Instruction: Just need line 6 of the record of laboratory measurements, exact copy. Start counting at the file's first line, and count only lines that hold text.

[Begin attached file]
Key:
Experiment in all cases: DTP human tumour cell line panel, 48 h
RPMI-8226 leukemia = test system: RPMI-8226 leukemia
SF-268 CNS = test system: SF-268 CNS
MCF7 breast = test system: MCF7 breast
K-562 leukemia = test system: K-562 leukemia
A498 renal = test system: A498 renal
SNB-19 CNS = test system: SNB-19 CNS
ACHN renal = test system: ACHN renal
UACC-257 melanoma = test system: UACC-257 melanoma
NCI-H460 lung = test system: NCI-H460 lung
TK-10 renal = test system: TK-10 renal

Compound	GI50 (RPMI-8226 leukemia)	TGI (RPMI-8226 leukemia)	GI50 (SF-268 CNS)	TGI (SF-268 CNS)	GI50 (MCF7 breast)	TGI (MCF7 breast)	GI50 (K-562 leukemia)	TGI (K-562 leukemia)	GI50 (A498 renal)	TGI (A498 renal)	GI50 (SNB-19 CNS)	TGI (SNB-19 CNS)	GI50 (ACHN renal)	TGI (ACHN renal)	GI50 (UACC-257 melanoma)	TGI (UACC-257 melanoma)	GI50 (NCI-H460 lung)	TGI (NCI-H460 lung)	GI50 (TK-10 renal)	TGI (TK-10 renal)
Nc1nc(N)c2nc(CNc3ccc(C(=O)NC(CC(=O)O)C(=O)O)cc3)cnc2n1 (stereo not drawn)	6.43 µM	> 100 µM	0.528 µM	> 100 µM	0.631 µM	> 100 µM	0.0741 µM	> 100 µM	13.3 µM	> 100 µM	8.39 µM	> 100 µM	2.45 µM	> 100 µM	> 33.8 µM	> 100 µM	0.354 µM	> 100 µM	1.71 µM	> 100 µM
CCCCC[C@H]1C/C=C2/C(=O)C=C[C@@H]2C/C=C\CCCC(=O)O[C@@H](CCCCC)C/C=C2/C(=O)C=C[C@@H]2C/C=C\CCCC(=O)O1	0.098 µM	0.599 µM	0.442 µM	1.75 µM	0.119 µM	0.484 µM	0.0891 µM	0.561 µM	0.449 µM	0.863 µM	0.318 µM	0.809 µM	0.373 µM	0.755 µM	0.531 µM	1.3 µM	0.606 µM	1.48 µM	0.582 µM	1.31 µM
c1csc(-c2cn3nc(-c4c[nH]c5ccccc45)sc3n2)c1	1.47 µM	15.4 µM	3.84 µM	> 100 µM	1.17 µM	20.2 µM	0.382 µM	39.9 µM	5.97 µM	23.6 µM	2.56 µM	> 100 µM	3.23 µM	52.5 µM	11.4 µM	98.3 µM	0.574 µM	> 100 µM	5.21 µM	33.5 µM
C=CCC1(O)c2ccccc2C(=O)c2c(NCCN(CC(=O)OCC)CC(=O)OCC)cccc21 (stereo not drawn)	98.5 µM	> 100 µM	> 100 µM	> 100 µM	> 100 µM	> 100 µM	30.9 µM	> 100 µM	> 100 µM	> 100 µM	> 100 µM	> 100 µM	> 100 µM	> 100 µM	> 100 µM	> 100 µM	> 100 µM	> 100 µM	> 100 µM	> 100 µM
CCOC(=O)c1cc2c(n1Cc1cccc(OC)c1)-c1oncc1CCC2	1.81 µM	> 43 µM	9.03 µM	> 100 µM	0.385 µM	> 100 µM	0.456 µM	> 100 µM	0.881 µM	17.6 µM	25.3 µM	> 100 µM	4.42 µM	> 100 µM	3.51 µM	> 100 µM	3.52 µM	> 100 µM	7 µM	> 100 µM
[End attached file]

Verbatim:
K-562 leukemia = test system: K-562 leukemia